No Evidence for Contracting Dementia From Blood Transfusions

Beth Skwarecki

June 28, 2016

There is no evidence dementia can be transmitted through blood transfusions, according to a retrospective cohort study of Scandinavian blood donors and recipients published online June 27 in the Annals of Internal Medicine.

Alzheimer's and Parkinson's diseases, as well as amyotrophic lateral sclerosis and other neurodegenerative conditions, involve protein aggregation that propagates in a manner similar to prions. Animal experiments have shown that injecting misfolded beta-amyloid protein into the brains of rodents and primates can cause proteins to aggregate, suggesting these neurodegenerative diseases may be transmissible.

Blood transmission has not been shown to transmit these diseases, although variant Creutzfeldt-Jakob disease, caused by a prion, can be transmitted this way.

To further examine the possibility, Gustaf Edgren, MD, PhD, from the Karolinska Institutet and Karolinska University Hospital in Stockholm, Sweden, and colleagues used a database of Swedish and Danish blood transfusions going back 44 years to look for evidence that neurodegenerative diseases were being transmitted.

The databases include some transfusions dating back to 1968 in Sweden and 1981 in Denmark, and all transfusions performed in those countries since 1995 and 2003, respectively. The researchers were able to link donors and recipients in national patient registers, to see whether they were later diagnosed with Alzheimer's, Parkinson's, amyotrophic lateral sclerosis, or dementia of any type except Creutzfeldt-Jakob disease.

For each of the 1,465,845 recipients in the study, the team considered blood transfusions in the 6 months after the person's first transfusion. A recipient was considered to be exposed if any of their donors, within that period, went on to develop dementia within the next 20 years. The median follow-up among the 1,169,475 donors was 10.4 years.

There was no association between exposure and diagnosis for dementia of any type (hazard ratio, 1.04; 95% confidence interval, 0.99 - 1.09). The investigators saw similar findings when they analyzed the risk for Alzheimer's and Parkinson's separately (hazard ratio, 0.99 and 0.94, respectively). However, only seven patients were exposed to amyotrophic lateral sclerosis, so the researchers could not draw any conclusions about this disease.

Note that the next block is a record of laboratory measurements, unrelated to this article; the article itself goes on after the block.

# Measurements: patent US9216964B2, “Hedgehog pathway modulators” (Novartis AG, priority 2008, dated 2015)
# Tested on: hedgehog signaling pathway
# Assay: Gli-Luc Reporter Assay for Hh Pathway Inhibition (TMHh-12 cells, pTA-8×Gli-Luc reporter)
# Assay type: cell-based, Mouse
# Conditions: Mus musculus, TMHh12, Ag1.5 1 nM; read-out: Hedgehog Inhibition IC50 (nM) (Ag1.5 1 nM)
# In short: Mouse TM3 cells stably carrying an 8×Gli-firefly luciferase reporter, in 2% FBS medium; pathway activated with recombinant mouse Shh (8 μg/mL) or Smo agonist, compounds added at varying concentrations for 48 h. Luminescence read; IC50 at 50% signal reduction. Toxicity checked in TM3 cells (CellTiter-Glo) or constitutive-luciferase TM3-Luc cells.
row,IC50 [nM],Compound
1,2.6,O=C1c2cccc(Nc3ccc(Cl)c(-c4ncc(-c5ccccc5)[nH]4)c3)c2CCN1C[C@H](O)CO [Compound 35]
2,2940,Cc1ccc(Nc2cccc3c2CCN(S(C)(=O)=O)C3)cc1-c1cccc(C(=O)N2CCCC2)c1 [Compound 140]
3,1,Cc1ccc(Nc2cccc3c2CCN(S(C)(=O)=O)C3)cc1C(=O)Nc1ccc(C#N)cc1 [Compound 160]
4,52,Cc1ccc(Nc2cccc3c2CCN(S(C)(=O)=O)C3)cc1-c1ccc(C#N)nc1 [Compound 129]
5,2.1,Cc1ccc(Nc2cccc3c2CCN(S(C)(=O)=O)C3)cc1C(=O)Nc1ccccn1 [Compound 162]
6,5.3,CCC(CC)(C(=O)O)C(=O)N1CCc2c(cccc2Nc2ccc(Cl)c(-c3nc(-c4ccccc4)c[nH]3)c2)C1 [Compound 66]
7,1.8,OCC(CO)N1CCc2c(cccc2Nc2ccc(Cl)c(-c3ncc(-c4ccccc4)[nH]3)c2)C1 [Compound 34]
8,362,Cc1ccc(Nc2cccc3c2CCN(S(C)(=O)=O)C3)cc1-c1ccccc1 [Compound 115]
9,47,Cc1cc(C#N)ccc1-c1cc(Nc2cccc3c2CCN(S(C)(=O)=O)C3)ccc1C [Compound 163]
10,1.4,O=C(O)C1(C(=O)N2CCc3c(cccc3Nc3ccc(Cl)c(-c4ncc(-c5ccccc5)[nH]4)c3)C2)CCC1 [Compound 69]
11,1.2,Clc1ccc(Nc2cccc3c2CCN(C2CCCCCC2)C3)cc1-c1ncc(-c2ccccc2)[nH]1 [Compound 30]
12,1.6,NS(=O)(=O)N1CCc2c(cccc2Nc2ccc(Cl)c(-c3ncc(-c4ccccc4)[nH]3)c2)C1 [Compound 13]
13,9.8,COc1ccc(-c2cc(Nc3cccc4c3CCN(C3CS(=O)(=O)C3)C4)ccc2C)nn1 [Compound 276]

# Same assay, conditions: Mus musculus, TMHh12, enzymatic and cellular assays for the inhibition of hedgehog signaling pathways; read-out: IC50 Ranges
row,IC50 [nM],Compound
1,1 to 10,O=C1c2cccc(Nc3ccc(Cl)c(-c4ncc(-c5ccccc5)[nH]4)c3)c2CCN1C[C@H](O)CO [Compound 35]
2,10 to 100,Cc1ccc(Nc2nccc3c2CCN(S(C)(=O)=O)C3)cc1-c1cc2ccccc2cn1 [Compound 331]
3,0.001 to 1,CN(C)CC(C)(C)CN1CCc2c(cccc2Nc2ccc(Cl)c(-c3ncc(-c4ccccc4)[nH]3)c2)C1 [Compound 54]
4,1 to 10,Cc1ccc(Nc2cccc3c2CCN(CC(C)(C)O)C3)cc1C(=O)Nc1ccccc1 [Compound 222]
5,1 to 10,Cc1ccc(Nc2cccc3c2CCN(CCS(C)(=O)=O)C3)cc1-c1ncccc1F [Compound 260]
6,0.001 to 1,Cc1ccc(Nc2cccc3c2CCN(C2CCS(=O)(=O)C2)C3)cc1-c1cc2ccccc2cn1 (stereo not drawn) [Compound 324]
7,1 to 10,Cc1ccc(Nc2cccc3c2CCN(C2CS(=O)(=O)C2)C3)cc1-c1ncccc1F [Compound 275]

The authors also analyzed the data in a second way, looking for increased rates of dementia among all of the recipients of each donor. This should detect donors who would be able to transmit dementia without developing symptoms themselves. No link was found with this model, either (P = .72).

To test their analysis, the investigators performed the same calculations for viral hepatitis, which is known to be transmitted through blood transfusions. They found clear evidence of the link from transfusions performed before 1992 with both approaches, but no evidence for a link after 1992, when hepatitis screening was fully implemented in both countries.

The authors note that their method should have 80% power to detect the transmission of dementia if it existed, assuming an average induction time of 20 years, an infectivity rate of 5%, and an underdiagnosis rate of 70%.

The authors conclude that "although our findings do not formally exclude the possibility of neurodegenerative diseases being transmissible via transfusion, they do offer reassurance" that if transmission exists, it must either involve a latency period of more than 20 years or be extremely rare.

The authors have disclosed no relevant financial relationships.

Ann Intern Med. Published online June 27, 2016. Abstract

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